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have to appreciate the style of Bangladesh Bank in encouraging
'privatisation', in today's world the motivating mechanism of
any state-of-the-art state.
Many a government has been put in a dilemma and the tug of words
continue whether to house-train a state-owned institution or to
patronise the rosy prospects in the private sector.
Recently a social organisation had what it considered a narrow
escape and thanks to the government. Having full faith in the
government machinery and out of sheer loyalty, the social organisation
was about to open an account of their hard-collected funds in
a nationalised bank, just when news appeared that Sonali, Janata,
Agrani and Rupali each a huge and experienced nationalised bank
have all been categorised as 'problem bank'. Although it refers
to cutting down operating costs, stricter vetting in sanctioning
loan, undertaking formal initiative in realising debts and bringing
back general discipline in the banks, the news was enough to persuade
that social organisation, and surely many others, to retract their
decision and deposit their money in private banks. Albeit synonymous,
no organisation wants to become a 'body' immediately after opening
of an account, always regarded somewhat as a launching off.
A gentleman bought a new car.
A second gentleman asked him: 'What make is your car?'
First gentleman, presumably from the south: 'Bolbo!' which in
Bangla means 'I will tell'.
Second gentleman, again: 'Bhai, what make is your car?'
First gentleman: 'I told you, bolbo.'
Second gentleman, irritated: 'Arre bhai! Is it so difficult to
tell me the make of your new car?'
First gentleman: 'I am telling you, bolbo.'
Second gentleman, by now visibly fuming: 'What do you mean, bolbo,
bolbo, when all I am asking is the name of your car?
First gentleman, by now transforming from annoyed to angry: 'I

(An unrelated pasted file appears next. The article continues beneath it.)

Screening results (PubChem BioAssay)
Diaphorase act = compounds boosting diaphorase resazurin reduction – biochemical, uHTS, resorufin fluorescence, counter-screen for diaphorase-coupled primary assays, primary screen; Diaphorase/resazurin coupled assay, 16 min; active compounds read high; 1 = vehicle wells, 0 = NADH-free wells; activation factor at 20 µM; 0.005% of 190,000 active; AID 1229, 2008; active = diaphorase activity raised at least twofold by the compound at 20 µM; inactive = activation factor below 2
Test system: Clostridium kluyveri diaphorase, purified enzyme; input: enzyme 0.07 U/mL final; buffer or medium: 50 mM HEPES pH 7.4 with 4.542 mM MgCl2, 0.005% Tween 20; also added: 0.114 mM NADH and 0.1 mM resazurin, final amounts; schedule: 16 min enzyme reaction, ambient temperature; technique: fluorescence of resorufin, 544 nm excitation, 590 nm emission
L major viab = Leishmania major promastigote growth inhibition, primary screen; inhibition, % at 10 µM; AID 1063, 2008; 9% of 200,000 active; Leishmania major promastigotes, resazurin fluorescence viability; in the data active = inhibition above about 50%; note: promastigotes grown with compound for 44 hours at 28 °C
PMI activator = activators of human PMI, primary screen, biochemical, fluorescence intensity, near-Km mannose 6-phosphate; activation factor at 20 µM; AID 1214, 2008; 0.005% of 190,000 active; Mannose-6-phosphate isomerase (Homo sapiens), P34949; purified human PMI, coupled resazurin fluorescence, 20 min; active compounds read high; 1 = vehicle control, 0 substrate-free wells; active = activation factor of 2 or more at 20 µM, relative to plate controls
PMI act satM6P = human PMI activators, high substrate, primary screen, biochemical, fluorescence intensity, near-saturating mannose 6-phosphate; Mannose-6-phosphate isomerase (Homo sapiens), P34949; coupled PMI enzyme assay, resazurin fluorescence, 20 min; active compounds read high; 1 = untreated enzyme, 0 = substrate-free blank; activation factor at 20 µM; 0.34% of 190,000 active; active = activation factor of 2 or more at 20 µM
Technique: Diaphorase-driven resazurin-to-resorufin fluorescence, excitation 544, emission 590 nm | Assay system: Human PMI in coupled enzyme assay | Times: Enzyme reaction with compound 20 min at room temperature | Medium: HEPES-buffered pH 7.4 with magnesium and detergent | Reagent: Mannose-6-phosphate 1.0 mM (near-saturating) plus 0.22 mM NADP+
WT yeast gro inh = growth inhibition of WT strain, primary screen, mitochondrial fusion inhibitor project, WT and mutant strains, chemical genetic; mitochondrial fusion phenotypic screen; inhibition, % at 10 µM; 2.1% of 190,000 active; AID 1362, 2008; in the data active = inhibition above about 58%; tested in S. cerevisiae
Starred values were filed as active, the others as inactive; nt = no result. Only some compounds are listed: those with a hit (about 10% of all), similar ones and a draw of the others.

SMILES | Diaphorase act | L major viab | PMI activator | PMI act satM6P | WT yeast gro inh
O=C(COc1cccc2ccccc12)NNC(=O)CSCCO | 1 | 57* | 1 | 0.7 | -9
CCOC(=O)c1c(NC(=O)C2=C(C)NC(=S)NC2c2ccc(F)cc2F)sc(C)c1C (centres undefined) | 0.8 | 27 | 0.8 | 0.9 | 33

am telling you from the very beginning, bolbo, but you keep on
nagging and nagging.'
Only when the two were about to exchange hands more violently
than a robust handshake did a third party, who spent eight years
in Barisal, explain to the second gentleman what the first gentleman
Anyways, welcome back after the break.
The other day I was travelling on a Volvo bus from Chittagong.
Superb vehicle. Smooth on the road and popular with the passengers,
the driver of course thought it was a large Mishuk and his favourite
entertainment was to overtake other vehicles on a narrow bridge,
even if it meant going on the wrong side of the divider. On at
least two occasions I thought he would go through the bridge guardrail.
Gripping on to my otherwise comfortable seat on such occasions,
I had decided that if and when I reach Dhaka bolbo his boss. My
lethargy saved the guy's job, I think
It turned out that this luxurious and expensive Volvo bus belonged
to our government-owned BRTC, which has a head office building,
a yard, a training institute, manpower, experience and state backing.
But, dumfounded as you may be, it found it more profitable too
lease the buses to a private company. That's another plume for
A news item last Saturday scared me. It read that owing to the
rise in attack on them our police brothers are now scared. Why
not! If the thugs can rob you of your weapons, shoot at you and
kill you, they can do anything.
At this critical juncture of their life, some good news for our
police brethren. They have nothing to worry and can go back to
sleep, because they can now turn to privatisation. From the money
they earn, (music in the background playing paisa feko, tamasha
dekho) the police could easily hire dozens of private security
personnel, who are doing a wonderful job. Well almost! Only last
week, three of them were tied up before an apartment they were
protecting was robbed.
To further assure our brothers in the police, look at the brighter
side of it. When you are insecure, you can turn to privatisation,
but if the private sector is in trouble, as were those three,
they have no one to turn to.
The health sector is healthier in the private clinics and diagnostic
centres, however low may be their hygienic condition. Pre-KG,
KG, primary, secondary, higher secondary, college and university
students have to rely almost totally on private coaching centres,
although in reply to the meaning of 'software' we still get such
answers as 'naba jatak shishur jonyo naram kapor' (soft clothing
for newborn baby). Housing is entirely private except for the
apartments the government constructs for government officers.
We will have to leave it to the psychiatrists and those mad enough
to delve in our psychosomatic matters why thirty-two years after
driving away the danob called Pakistan we are still living with
the spirit of 'gobment ka maal, dariya me dhaal'? Pardon the Urdu
legacy, but these are pervasive ailments eating into the very
roots of our existence Urdu and our apathy about anything belonging
to the state.